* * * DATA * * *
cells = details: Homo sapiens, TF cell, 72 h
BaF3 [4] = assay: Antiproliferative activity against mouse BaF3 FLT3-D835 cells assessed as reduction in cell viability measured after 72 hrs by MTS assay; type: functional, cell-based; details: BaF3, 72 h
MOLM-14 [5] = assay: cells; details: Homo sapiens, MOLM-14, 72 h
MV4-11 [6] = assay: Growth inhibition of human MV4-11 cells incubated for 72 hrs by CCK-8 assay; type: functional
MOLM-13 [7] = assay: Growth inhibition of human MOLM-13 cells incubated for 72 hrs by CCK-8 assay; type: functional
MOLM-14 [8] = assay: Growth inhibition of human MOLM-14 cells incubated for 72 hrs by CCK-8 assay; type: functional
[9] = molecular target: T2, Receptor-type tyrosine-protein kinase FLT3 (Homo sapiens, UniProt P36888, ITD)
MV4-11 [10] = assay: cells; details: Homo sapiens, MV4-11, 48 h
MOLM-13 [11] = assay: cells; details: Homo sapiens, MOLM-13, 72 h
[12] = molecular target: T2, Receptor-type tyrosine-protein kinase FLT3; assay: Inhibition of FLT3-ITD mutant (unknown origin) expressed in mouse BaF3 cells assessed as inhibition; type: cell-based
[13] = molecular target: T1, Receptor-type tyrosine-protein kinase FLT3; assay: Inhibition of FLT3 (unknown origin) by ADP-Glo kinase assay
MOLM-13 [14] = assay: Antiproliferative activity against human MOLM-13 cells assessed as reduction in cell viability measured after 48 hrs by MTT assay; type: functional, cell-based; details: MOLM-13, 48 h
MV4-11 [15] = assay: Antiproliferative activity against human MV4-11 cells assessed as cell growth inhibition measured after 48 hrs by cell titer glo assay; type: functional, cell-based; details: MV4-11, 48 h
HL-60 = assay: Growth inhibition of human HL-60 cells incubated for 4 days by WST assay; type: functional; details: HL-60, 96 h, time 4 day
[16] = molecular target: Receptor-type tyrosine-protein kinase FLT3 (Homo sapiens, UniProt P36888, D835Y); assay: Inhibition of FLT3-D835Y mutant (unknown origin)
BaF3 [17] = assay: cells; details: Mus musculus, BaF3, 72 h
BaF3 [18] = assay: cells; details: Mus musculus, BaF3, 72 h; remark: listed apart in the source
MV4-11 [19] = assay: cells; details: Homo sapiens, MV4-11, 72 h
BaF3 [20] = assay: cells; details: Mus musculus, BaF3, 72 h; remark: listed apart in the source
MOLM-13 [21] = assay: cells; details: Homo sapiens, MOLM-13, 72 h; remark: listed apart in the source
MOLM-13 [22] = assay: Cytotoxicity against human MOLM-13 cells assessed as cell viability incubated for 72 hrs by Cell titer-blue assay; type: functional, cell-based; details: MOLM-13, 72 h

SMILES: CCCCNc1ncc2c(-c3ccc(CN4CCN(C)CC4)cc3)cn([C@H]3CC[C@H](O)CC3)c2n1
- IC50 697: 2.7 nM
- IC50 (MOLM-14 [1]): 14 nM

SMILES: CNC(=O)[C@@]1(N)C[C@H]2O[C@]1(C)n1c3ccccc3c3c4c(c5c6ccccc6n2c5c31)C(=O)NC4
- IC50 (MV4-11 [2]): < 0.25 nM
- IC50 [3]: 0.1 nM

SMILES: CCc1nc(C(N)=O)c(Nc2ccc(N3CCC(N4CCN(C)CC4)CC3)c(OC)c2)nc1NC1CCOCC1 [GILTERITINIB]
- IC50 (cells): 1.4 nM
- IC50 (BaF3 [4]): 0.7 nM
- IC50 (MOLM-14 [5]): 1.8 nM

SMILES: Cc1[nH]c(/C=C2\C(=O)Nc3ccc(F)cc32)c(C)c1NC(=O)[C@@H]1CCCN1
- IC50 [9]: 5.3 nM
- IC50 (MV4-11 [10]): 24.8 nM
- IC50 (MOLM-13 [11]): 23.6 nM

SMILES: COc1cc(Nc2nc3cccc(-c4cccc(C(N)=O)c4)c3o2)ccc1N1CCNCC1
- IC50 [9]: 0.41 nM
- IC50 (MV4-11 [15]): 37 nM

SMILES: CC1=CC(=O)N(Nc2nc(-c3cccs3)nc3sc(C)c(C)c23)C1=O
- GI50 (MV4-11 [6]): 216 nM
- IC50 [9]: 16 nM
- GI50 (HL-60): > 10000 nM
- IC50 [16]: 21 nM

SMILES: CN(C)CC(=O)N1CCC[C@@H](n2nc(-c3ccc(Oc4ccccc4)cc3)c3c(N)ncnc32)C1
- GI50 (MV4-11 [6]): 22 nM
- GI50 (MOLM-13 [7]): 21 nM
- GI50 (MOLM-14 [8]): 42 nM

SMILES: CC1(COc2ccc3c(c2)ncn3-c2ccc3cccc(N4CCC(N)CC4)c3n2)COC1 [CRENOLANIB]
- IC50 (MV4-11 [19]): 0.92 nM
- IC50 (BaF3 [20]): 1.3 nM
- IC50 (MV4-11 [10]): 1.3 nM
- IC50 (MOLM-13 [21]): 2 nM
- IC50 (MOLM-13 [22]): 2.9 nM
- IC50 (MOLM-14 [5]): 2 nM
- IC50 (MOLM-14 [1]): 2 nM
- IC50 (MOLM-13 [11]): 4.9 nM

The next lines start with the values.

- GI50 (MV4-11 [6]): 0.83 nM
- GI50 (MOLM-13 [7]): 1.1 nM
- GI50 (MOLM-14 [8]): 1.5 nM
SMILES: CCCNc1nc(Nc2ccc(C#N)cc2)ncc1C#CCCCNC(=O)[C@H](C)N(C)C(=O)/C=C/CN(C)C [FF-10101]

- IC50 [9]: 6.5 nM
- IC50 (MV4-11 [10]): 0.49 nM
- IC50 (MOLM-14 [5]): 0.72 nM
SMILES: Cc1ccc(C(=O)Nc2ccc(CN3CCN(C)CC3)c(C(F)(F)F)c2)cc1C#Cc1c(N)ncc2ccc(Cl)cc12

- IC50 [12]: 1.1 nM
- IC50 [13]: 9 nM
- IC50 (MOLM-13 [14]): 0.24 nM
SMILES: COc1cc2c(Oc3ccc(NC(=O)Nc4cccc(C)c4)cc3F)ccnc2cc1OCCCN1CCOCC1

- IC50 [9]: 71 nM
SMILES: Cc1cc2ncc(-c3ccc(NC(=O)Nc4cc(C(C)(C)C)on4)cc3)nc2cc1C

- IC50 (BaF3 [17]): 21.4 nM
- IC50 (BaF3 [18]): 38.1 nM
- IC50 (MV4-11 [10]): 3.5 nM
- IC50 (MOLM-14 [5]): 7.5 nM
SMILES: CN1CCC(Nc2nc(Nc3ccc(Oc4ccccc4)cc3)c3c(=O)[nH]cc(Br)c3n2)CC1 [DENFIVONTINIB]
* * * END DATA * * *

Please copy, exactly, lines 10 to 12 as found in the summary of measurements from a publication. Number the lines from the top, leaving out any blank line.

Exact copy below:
[12] = molecular target: T2, Receptor-type tyrosine-protein kinase FLT3; assay: Inhibition of FLT3-ITD mutant (unknown origin) expressed in mouse BaF3 cells assessed as inhibition; type: cell-based
[13] = molecular target: T1, Receptor-type tyrosine-protein kinase FLT3; assay: Inhibition of FLT3 (unknown origin) by ADP-Glo kinase assay
MOLM-13 [14] = assay: Antiproliferative activity against human MOLM-13 cells assessed as reduction in cell viability measured after 48 hrs by MTT assay; type: functional, cell-based; details: MOLM-13, 48 h